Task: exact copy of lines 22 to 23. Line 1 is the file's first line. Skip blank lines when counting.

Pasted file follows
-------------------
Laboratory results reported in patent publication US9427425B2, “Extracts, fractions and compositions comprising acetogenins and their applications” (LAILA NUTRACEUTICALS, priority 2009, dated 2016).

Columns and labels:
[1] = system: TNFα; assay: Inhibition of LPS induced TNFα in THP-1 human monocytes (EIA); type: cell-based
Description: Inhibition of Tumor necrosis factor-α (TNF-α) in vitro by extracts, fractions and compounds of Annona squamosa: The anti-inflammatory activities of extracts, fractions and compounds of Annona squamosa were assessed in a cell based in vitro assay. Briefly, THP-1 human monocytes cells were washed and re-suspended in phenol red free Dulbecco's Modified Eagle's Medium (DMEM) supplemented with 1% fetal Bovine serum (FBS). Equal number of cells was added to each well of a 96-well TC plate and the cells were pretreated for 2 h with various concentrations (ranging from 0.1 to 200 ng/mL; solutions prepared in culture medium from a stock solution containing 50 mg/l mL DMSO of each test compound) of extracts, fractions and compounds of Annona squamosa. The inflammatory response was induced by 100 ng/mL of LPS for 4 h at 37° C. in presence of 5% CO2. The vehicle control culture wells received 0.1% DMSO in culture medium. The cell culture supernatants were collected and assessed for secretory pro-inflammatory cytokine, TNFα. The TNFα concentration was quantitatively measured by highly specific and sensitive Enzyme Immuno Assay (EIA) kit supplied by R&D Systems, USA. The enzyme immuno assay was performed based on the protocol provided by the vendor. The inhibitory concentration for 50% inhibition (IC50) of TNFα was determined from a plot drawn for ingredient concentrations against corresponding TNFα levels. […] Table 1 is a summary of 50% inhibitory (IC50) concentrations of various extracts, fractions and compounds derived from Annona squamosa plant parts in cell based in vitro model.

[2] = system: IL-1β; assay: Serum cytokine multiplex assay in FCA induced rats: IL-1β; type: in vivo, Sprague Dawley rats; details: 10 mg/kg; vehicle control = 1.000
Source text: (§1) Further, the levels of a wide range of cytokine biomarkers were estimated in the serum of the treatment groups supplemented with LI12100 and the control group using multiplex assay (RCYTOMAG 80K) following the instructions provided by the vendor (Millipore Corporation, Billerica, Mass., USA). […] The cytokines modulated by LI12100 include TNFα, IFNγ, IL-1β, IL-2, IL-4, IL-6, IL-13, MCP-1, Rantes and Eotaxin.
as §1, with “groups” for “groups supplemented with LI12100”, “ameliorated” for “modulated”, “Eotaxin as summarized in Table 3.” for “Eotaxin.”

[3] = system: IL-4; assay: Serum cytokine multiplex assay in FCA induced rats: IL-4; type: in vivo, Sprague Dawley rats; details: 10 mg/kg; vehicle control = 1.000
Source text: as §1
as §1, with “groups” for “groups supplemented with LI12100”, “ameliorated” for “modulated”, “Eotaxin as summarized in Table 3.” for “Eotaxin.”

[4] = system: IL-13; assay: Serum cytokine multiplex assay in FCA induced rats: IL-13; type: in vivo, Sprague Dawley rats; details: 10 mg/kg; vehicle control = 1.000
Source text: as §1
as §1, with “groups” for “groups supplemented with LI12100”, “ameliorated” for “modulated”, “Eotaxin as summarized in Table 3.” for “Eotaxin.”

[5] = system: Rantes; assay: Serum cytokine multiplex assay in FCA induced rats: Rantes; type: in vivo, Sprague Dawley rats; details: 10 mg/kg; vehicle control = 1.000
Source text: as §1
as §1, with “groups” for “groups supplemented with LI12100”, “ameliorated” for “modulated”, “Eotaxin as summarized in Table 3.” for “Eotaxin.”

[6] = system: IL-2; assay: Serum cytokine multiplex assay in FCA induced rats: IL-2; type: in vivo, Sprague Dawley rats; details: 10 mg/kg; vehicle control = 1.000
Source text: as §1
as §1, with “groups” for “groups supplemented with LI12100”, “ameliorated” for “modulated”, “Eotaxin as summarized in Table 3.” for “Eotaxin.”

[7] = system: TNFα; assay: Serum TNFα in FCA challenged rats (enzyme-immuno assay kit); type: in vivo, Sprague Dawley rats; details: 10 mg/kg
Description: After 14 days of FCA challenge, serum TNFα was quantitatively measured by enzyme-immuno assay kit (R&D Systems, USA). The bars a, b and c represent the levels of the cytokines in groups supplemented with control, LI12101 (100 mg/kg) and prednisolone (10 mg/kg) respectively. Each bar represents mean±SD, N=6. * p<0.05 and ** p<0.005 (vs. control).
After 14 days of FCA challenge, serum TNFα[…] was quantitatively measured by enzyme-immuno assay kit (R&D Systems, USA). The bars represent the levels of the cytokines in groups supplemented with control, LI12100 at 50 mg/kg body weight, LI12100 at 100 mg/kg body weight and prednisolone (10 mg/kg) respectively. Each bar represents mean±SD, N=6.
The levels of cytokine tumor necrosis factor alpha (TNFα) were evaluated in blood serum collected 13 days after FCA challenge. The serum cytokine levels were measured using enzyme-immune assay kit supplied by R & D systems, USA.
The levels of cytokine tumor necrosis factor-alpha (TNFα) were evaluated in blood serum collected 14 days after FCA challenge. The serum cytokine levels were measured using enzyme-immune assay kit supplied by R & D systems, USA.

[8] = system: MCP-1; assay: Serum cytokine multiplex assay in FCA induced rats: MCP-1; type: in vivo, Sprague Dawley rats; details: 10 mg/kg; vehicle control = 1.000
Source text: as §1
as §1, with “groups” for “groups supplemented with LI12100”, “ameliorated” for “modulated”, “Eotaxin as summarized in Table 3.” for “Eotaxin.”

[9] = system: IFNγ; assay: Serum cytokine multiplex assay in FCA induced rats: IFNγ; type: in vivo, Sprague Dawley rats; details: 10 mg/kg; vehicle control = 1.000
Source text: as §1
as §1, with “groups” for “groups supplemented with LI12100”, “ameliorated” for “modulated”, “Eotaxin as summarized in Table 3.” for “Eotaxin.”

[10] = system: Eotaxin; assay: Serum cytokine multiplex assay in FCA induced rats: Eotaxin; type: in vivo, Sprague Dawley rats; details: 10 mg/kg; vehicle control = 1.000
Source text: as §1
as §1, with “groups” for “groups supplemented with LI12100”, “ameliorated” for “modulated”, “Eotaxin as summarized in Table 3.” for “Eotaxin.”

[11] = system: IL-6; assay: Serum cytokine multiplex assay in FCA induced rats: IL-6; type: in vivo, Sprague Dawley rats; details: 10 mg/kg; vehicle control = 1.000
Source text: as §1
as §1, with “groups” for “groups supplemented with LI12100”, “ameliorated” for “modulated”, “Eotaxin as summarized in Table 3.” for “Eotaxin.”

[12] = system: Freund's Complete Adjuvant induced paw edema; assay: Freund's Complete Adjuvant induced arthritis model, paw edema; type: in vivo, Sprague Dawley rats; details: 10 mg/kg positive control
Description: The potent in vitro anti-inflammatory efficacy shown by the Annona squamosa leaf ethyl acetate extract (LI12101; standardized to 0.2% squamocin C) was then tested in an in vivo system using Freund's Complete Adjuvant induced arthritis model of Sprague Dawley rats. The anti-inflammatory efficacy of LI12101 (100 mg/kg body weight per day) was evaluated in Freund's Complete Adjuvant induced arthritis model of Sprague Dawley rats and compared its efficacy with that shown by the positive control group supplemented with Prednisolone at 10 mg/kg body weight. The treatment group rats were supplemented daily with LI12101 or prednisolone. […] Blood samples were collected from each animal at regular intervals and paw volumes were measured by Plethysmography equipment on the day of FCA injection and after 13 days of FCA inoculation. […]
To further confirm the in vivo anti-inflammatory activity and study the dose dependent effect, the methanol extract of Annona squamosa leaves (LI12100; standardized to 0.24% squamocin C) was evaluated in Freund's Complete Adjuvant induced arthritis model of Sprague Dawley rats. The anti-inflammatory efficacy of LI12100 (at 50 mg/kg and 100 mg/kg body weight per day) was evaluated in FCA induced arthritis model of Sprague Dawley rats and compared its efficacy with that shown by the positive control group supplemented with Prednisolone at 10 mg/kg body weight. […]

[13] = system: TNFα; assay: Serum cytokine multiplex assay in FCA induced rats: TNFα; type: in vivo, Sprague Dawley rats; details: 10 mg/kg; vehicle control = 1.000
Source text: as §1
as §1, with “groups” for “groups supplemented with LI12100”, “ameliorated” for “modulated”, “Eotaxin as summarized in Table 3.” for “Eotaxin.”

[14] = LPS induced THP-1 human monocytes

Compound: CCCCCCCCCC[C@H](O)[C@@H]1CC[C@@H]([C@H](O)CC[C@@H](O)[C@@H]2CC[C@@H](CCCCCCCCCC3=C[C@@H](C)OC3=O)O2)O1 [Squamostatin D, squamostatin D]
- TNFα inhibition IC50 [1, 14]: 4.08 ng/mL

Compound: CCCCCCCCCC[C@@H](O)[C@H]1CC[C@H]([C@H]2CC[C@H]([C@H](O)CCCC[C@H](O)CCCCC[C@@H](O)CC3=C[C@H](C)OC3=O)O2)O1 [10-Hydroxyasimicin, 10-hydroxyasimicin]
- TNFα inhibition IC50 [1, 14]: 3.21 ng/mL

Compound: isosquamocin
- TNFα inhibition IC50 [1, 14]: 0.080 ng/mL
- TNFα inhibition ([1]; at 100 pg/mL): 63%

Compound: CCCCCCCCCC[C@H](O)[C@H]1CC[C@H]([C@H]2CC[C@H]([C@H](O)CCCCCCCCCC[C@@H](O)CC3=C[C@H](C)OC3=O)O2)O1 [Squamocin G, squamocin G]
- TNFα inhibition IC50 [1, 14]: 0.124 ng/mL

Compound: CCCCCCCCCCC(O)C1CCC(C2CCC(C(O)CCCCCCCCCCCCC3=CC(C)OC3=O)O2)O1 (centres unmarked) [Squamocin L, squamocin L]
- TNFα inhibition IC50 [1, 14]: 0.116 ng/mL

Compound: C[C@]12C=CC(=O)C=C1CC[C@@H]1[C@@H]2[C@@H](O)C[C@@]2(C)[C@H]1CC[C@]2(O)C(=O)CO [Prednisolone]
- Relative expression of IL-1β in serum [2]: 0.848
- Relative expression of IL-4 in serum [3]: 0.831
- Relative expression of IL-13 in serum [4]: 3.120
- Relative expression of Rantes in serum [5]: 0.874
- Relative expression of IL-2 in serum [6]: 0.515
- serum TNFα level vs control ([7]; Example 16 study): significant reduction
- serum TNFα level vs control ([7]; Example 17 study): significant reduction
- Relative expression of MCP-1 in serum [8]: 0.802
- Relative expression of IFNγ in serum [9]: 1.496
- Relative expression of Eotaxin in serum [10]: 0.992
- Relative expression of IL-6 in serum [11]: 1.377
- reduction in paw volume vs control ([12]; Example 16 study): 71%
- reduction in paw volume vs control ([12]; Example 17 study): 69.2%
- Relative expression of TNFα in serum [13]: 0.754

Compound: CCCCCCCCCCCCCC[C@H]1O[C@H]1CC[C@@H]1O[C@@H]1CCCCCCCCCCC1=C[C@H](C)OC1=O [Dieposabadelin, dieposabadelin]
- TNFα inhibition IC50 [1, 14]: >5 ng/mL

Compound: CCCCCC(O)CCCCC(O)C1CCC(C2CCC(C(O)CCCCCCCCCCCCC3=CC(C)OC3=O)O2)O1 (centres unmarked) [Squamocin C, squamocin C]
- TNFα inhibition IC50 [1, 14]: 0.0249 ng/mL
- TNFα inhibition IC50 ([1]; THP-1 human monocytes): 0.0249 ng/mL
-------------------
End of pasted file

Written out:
After 14 days of FCA challenge, serum TNFα[…] was quantitatively measured by enzyme-immuno assay kit (R&D Systems, USA). The bars represent the levels of the cytokines in groups supplemented with control, LI12100 at 50 mg/kg body weight, LI12100 at 100 mg/kg body weight and prednisolone (10 mg/kg) respectively. Each bar represents mean±SD, N=6.
The levels of cytokine tumor necrosis factor alpha (TNFα) were evaluated in blood serum collected 13 days after FCA challenge. The serum cytokine levels were measured using enzyme-immune assay kit supplied by R & D systems, USA.